Convention applies, is governed by Part II of the 1996 Act. The 1996 Act contains
two unusual features that differed from the UNCITRAL Model Law. First, while the
UNICITRAL Model Law was designed to apply only to international commercial
arbitrations,5 the 1996 Act applies both to international and domestic arbitrations.
Second, the 1996 Act goes beyond the UNICITRAL Model Law in the area of
minimizing judicial intervention.6

Arbitration and Conciliation Act, 1996, Statement of Objects and Reasons.
Article 1 of the UNICITRAL Model Law.
S.K. Dholakia, ‘Analytical Appraisal of the Arbitration and Conciliation (Amendment) Bill, 2003’, ICA’s
Arbitration Quarterly, ICA, New Delhi, 2005 vol. XXXIX/No. 4 at p. 3.
The changes brought about by the 1996 Act were so drastic that the entire case law
built up over the previous fifty-six years on arbitration was rendered superfluous. 7
Unfortunately, there was no widespread debate and understanding of the changes
before such an important legislative change was enacted. The Government of India
enacted the 1996 Act by an ordinance, and then extended its life by another
ordinance, before Parliament eventually passed it without reference to a
Parliamentary Committee—a standard practice for important enactments. In the
absence of case laws and general understanding of the Act in the context of
international commercial arbitration, several provisions of the 1996 Act were
brought before the courts, which interpreted the provisions in the usual manner.

The Law Commission of India prepared a report on the experience of the 1996 Act
and suggested a number of amendments. 8 Based on the recommendations of the
Commission, the Government of India introduced the Arbitration and Conciliation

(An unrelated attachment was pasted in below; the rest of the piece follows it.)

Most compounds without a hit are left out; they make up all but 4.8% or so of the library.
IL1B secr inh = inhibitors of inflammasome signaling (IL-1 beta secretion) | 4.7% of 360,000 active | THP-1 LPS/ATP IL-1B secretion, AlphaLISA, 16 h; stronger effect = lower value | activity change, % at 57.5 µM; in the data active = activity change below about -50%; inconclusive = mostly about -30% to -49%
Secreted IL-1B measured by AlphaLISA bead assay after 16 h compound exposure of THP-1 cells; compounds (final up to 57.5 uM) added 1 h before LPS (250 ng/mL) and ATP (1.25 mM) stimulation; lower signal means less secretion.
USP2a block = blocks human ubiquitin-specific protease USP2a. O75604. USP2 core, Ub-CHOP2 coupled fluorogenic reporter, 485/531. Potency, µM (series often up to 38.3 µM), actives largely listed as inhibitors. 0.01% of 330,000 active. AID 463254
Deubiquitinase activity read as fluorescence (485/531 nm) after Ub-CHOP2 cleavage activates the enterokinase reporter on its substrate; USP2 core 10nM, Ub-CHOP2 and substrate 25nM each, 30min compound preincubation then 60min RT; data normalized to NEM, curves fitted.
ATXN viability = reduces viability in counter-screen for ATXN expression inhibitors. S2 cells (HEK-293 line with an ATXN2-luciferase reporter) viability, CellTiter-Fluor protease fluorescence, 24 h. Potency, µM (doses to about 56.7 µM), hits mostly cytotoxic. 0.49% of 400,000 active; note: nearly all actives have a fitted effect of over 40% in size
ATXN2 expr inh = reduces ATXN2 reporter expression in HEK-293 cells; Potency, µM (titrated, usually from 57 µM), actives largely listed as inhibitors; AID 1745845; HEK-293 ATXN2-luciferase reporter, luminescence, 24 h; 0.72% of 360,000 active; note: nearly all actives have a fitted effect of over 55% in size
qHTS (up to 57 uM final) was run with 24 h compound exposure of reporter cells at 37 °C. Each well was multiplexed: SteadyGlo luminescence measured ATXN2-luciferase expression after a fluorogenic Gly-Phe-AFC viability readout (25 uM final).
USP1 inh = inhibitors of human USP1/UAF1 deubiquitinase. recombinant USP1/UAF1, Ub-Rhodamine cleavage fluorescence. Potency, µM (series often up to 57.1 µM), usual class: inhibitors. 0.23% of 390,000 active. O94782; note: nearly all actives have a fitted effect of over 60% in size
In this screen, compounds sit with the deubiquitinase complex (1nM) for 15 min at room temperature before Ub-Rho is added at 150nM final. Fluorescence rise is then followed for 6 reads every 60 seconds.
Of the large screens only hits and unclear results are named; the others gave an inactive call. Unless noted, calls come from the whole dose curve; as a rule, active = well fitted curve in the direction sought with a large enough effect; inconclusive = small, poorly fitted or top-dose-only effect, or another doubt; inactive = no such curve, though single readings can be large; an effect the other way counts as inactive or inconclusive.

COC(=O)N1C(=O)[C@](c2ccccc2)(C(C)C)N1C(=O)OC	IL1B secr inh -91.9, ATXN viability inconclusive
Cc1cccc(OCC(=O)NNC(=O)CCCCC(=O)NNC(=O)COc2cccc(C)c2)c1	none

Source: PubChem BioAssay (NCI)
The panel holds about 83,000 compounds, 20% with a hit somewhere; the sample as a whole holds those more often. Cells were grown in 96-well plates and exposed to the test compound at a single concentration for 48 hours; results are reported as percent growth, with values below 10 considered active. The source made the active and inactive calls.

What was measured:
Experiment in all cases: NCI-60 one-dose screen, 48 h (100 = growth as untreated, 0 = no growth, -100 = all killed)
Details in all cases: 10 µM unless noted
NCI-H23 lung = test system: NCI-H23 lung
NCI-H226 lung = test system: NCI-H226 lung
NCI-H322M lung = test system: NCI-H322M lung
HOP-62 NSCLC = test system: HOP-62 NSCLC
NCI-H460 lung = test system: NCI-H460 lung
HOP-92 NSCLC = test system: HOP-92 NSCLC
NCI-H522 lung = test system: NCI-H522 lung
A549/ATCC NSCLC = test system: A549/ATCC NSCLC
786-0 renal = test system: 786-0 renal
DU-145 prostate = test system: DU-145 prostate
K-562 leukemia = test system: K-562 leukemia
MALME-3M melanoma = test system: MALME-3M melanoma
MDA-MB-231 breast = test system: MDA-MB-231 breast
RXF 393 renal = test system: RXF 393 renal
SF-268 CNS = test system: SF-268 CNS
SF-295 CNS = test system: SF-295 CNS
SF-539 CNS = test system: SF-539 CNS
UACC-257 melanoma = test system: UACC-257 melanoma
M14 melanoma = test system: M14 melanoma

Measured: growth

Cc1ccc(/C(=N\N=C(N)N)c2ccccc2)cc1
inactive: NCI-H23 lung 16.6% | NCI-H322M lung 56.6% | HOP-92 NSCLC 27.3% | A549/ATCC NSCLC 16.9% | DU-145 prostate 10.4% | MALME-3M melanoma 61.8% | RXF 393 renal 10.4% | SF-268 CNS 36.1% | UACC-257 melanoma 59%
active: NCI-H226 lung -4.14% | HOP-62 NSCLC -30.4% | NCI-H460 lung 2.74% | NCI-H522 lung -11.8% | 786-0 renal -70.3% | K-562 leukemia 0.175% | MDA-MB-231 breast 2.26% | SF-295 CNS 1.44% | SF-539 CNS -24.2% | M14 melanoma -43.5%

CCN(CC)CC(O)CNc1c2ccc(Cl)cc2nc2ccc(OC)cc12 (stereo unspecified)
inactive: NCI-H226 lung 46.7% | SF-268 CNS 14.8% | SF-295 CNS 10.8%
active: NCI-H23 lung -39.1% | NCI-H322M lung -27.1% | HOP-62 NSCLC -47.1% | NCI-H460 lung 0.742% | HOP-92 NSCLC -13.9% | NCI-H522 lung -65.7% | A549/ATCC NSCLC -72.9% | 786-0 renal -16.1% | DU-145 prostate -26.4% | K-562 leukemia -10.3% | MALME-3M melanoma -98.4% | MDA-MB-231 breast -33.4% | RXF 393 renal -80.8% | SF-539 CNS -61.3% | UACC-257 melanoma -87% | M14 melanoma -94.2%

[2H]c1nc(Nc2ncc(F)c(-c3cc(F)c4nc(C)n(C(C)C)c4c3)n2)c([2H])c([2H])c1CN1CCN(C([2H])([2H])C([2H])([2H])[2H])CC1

(Amendment) Bill, 2003, in Parliament for amending the 1996 Act. It has not been
taken up for consideration. In the meantime, Government of India, the Ministry of
Law and Justice, constituted a Committee popularly known as the ‘Justice Saraf
Committee on Arbitration’, to study in depth the implications of the
recommendations of the Law Commission of India contained in its 176th Report and
the Arbitration and Conciliation (Amendment) Bill, 2003. The Committee submitted
its report in January 2005.

The Scheme of The Arbitration And Conciliation Act, 1996:

The Act is a composite piece of legislation. It provides for domestic arbitration,

international commercial arbitration, enforcement of foreign award and conciliation
(the latter being based on the UNCITRAL Conciliation Rules of 1980).

The more significant provisions of the Act are to be found in Parts I and II thereof.
Part I contains the provisions for domestic and international commercial arbitration.
Any arbitration to be conducted in India would be governed by Part I, irrespective of
the nationalities of the parties. Part II provides for enforcement of foreign awards.

Part I is more comprehensive and contains extensive provisions based on the Model
Law. It provides, inter alia, for arbitrability of disputes, non-intervention by courts,

Sundaram Finance v. NEPC Ltd., (1999) 2 SCC 479; The Supreme Court held at p. 484 thus: ‘The provisions of
this Act (the 1996 Act) have, therefore, to be interpreted and construed independently and in fact reference to
the 1940 Act may actually lead to misconstruction.’
Law Commission of India, One Hundred and Seventy Sixth Report on The Arbitration and Conciliation
(Amendment) Bill, 2001; viewed on 19th April, 2018; Available at: <>
composition of the arbitral tribunal, jurisdiction of the arbitral tribunal, conduct of
the arbitration proceedings, recourse against arbitral awards and enforcement. Part
II, on the other hand, is largely restricted to enforcement of foreign awards governed
by the Convention on the Recognition and Enforcement of Foreign Arbitral
Awards16 or the Convention on the Execution of Foreign Arbitral Awards.17 Part II
is thus, (by its very nature) not a complete code. This led to judicial innovation by
the Supreme Court in the case of Bhatia International vs. Bulk Trading.9 Here the
Indian court‘s jurisdiction was invoked by a party seeking interim measures of
protection in relation to arbitration under the Rules of Arbitration of the